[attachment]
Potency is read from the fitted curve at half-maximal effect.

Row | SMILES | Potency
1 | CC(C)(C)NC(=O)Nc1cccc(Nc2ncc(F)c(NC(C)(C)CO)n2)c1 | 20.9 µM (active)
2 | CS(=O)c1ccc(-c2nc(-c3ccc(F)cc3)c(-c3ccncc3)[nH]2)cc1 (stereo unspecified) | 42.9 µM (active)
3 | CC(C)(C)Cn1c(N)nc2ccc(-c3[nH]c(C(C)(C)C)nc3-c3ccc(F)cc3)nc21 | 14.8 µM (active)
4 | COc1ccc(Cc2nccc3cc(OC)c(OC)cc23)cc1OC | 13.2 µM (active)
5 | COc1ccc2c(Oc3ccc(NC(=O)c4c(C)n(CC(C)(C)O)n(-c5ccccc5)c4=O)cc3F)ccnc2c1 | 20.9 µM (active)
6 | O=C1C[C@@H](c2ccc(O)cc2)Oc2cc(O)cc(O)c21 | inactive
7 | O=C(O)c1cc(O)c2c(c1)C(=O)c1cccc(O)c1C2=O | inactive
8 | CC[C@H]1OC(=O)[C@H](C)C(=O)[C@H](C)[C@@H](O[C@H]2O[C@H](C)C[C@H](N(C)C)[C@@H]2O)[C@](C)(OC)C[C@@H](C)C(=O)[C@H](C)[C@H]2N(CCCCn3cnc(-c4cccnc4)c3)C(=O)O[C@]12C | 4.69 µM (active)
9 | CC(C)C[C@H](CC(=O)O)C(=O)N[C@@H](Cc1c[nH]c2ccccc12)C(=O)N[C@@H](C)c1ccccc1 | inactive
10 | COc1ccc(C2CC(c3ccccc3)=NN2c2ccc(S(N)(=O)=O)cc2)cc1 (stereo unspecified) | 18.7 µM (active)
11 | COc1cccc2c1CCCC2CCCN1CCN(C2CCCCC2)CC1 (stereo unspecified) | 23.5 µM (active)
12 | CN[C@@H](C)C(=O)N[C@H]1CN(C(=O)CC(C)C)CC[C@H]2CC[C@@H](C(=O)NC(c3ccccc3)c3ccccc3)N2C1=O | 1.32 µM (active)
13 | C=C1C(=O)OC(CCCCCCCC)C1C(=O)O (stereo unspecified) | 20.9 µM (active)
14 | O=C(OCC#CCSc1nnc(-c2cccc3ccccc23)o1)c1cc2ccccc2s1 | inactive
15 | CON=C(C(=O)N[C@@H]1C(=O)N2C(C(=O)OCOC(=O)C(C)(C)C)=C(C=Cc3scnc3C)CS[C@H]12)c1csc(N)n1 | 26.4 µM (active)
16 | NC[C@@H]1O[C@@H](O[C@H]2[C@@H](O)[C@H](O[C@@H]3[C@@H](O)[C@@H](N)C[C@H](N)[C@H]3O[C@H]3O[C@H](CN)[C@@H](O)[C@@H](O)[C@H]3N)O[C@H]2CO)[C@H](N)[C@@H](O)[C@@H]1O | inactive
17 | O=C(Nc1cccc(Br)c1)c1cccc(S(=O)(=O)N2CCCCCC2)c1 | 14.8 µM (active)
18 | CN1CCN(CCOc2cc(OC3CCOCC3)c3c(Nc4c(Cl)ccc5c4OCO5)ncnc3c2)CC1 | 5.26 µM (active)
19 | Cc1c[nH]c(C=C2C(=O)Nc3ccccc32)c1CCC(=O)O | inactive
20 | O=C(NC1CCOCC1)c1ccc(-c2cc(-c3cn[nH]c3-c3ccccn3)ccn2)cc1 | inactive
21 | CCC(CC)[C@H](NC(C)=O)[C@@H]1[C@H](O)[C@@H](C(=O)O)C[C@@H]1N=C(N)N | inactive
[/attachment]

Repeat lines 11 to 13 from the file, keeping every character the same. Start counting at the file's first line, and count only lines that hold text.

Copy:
9 | CC(C)C[C@H](CC(=O)O)C(=O)N[C@@H](Cc1c[nH]c2ccccc12)C(=O)N[C@@H](C)c1ccccc1 | inactive
10 | COc1ccc(C2CC(c3ccccc3)=NN2c2ccc(S(N)(=O)=O)cc2)cc1 (stereo unspecified) | 18.7 µM (active)
11 | COc1cccc2c1CCCC2CCCN1CCN(C2CCCCC2)CC1 (stereo unspecified) | 23.5 µM (active)